The Jordan Jumpman logo is undoubtedly iconic, representing not just Michael Jordan but also a legacy of excellence in athletics. Nike is known for fiercely protecting its intellectual property, especially iconic logos like the Jumpman.
Skiman LLC, a Colorado-based ski apparel brand founded by Stephen Fucik, received multiple cease-and-desist letters from the sportswear giant Nike. The dispute revolves around Skiman’s logo, designed by Fucik to capture the essence of skiing freedom. The logo showcases a skier executing a daffy, a mogul trick where one leg is kicked forward while the other is stretched backward, with the goal of maintaining vertical skis.
Nike alleges that Skiman’s logo bears a “confusingly similar” resemblance to its iconic Jordan Jumpman logo, and therefore, to avoid further legal action, urges Skiman to voluntarily cancel its trademark registration. Fucik, undeterred and asserting his creative ownership, is prepared to defend his logo, claiming that he personally designed it.
This is not the first occasion that the Jordan Jumpman logo has been involved in a legal battle. On 22 January 2015, photographer Jonas Linder sued Nike, claiming copyright infringement over the use of the Jumpman logo. The claim stated that Nike copied a photograph that Linder had granted temporary permission for them to use for its logo. The suit was later dismissed.
The Nike Jordan Jumpman logo is on every AIR JORDAN sneaker. Nike introduced its Jumpman logo in 1987 and trademarked it in 1989. The said trademark was filed claiming FIRST USED on 24 November 1987 and registered on 26 September 1989. The sneakers that bear Michael Jordan’s name and image have helped Nike become one of the leading sportswear brands in the world today.
Comparatively, Skiman successfully trademarked its logo with the US Patent and Trademark Office (USPTO) in December 2020. The said trademark was filed claiming FIRST USED on 24 April 2020 and registered on 1 December 2020. The mark is described as depicting “a skier performing a maneuver called a daffy.”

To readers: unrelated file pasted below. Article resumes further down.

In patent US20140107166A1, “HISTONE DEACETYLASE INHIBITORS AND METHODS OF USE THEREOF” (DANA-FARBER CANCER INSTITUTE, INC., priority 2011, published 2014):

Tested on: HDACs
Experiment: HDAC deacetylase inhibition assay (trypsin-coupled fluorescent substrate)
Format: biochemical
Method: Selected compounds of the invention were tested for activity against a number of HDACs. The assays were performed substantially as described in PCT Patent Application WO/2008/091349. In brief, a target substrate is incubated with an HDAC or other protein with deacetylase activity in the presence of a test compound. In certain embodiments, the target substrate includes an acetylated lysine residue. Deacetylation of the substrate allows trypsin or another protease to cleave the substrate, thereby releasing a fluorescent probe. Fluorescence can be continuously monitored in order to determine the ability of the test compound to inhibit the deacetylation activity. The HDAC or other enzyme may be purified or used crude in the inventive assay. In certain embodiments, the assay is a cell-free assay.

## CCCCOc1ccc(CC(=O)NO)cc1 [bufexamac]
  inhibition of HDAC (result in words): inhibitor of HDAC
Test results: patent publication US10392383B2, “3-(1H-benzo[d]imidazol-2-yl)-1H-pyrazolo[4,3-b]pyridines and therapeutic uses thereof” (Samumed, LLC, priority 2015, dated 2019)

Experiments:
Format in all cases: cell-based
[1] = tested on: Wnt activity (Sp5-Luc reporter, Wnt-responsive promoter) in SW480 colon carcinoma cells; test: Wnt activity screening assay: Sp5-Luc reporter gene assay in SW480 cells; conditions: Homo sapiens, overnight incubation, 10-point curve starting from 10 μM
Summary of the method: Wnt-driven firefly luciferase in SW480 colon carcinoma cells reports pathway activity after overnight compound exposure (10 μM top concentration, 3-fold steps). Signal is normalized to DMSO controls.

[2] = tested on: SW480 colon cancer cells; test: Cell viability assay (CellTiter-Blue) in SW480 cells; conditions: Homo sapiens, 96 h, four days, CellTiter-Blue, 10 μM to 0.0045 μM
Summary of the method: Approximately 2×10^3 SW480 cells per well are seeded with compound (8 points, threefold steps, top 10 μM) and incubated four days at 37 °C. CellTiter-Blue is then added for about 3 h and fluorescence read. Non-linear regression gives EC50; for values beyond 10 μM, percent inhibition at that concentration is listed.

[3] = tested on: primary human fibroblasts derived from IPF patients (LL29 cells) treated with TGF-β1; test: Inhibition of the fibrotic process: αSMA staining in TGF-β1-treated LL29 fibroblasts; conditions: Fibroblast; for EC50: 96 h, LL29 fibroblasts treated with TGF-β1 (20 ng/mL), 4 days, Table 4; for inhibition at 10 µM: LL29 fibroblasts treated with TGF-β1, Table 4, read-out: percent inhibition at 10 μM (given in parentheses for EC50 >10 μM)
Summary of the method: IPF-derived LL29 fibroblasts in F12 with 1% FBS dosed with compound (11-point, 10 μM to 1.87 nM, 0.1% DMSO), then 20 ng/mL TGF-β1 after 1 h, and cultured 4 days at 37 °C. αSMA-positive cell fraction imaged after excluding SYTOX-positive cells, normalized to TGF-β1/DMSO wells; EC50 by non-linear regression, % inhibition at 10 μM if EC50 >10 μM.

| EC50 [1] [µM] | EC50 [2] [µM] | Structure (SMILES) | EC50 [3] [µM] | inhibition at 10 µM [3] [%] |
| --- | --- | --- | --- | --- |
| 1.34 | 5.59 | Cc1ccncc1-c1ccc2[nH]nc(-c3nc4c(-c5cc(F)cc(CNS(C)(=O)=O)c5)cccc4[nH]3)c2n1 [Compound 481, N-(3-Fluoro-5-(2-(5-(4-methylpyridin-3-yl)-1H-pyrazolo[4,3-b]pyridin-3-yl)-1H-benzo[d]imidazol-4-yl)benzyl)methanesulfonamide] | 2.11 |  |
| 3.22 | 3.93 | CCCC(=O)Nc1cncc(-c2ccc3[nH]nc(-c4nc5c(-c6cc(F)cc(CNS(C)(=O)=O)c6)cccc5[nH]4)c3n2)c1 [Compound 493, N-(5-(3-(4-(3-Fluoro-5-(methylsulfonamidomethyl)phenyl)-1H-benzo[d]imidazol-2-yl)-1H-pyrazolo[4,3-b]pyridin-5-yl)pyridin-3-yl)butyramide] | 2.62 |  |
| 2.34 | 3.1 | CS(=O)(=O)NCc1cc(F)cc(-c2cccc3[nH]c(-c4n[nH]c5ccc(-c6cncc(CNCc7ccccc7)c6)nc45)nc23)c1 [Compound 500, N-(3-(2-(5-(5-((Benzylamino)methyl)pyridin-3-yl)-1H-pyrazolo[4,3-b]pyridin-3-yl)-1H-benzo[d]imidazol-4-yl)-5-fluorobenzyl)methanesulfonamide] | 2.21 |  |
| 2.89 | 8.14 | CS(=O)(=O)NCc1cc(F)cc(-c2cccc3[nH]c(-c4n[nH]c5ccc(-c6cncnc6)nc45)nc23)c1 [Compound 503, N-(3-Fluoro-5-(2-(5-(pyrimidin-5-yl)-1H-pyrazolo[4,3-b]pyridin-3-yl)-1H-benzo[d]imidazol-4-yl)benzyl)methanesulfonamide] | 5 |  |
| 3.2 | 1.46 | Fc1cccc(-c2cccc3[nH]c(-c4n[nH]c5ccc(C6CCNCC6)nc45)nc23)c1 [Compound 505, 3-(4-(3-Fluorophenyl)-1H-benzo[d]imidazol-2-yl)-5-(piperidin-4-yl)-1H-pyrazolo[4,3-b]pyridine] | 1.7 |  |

Nike did not challenge Skiman’s mark until its logo was approved and after Skiman created an online presence and began selling Skiman LLC merchandise featuring the trademarked DAFFY logo.
Upon reviewing Skiman’s application, though registered, it has a pending Petition for Cancellation by M/s. Aksels, Inc. claiming Skiman’s DAFFY SKIER mark closely resembles Aksels previously used DAFFY SKIER mark. Aksels claims when the mark is used in connection with goods, it causes confusion, mistake, or deception, causing damage to Aksels.
Aksels has been using the mark since 2013 and has filed for Petition for Cancellation against Skiman, whereas Nike which has been using the mark since 1987, has filed for cancellation. The fact Nike hasn’t initiated any steps to file for Petition for Cancellation against Aksels as well as Skiman until now clearly establishes an inexcusable delay in taking action by Nike.
Alternatively, Nike can file suit for trademark infringement and trademark dilution among other violations on the grounds that Nike’s mark is (1) famous and distinctive; (2) Skiman and Aksels are making use of the mark in commerce; (3) Skiman and Aksels’ use began after the mark became famous; and (4) Skiman and Aksels’ use of the mark is likely to cause dilution by blurring.
In conclusion, Nike should be vigilant in taking prompt actions in cases of trademark infringement or passing off to avoid a situation where the defendant may plead the equitable doctrine of laches.
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